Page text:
• Flegal K.M.
      • Carroll M.D.
      • Johnson C.L.
      Prevalence and trends in overweight among U.S. children and adolescents, 1999–2000.

      Ogden CL, Carroll MD. Prevalence of obesity among children and adolescents: United States, trends 1963–1965 through 2007–2008. Health E Stats. www.cdc.gov/nchs/data/hestat/obesity_child_07_08/obesity_child_07_08.htm. Published June 2010.

      Between 1976–1980 and 1999–2000, obesity increased from 5.0% to 10.4% among preschool children aged 2 to 5 years and from 6.5% to 19.6% among those aged 6 to 11 years. During the same time period, obesity increased from 5.0% to 18.1% among adolescents aged 12 to 19 years.
      In response to this public health problem, the focus on obesity research increased and a number of new initiatives across many public and private organizations were launched. In 2003, NIH, the leading federal agency that supports biomedical research, released its first trans-NIH strategic plan for obesity research,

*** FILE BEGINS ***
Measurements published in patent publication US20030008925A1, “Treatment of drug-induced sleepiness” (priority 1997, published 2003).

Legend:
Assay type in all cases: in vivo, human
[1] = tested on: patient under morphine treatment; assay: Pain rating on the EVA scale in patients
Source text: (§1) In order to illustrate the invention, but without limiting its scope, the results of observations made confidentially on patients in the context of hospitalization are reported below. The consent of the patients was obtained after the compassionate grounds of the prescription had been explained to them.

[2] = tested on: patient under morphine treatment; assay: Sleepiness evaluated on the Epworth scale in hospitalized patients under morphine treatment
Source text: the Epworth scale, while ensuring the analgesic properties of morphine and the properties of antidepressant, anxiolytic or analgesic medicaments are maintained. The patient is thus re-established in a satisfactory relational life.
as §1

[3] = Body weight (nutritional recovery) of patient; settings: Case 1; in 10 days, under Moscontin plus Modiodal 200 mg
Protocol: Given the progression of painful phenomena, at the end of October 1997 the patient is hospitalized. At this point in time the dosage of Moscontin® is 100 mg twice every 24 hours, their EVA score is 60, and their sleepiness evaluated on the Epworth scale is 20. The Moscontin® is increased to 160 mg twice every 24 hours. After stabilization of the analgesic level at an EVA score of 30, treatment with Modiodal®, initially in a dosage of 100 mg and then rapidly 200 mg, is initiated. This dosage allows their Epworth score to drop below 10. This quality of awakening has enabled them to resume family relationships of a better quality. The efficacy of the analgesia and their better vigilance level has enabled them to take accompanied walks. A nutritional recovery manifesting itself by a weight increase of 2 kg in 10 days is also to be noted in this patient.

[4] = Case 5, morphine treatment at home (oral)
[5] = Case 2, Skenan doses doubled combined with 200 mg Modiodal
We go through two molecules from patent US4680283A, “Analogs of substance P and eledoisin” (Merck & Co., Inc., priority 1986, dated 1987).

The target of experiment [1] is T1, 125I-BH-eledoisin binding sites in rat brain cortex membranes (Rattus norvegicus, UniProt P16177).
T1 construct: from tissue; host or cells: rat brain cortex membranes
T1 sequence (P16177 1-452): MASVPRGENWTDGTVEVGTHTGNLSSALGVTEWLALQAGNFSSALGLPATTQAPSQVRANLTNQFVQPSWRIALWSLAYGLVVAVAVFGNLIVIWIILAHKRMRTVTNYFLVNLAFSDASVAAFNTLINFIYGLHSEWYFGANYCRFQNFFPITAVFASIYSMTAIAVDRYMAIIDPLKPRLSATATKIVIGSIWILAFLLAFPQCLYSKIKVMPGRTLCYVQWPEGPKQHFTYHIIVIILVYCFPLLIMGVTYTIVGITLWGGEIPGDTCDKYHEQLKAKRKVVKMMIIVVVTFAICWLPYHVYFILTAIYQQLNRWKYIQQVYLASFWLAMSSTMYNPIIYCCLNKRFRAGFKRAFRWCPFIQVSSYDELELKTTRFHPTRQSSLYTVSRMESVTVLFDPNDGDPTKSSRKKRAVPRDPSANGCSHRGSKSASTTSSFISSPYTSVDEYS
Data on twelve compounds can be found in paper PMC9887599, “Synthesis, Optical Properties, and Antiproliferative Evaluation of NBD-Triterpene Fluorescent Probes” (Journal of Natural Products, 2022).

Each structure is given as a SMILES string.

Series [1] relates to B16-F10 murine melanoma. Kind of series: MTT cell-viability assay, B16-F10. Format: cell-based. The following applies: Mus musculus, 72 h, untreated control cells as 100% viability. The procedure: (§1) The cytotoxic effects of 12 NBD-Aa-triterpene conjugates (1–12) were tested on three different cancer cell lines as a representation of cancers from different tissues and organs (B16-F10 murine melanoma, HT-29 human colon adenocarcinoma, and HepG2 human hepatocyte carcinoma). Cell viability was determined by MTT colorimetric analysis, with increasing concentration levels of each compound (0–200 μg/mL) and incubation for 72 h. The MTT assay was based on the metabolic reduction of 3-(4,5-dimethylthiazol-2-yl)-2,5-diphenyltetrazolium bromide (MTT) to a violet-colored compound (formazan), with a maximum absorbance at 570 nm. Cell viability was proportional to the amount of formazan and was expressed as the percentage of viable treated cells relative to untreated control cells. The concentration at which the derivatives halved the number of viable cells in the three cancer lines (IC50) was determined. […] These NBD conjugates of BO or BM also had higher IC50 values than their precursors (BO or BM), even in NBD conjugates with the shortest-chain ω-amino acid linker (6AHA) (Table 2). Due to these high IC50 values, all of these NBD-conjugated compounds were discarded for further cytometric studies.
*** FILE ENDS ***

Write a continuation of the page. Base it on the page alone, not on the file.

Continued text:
• Spiegel A.M.
      • Alving B.M.
      Executive summary of the strategic plan for the National Institutes of Health Obesity Research.
      which was followed by initiatives addressing the prevention and control of obesity among children and pregnant women. Similarly, the Centers for Disease Control and Prevention (CDC), the nation’s leading public health agency, responded to President Bush’s 2003 Healthier U.S. Initiative with Steps to a Healthier U.S., a major public health investment to prevent and manage asthma, type 2 diabetes, and obesity.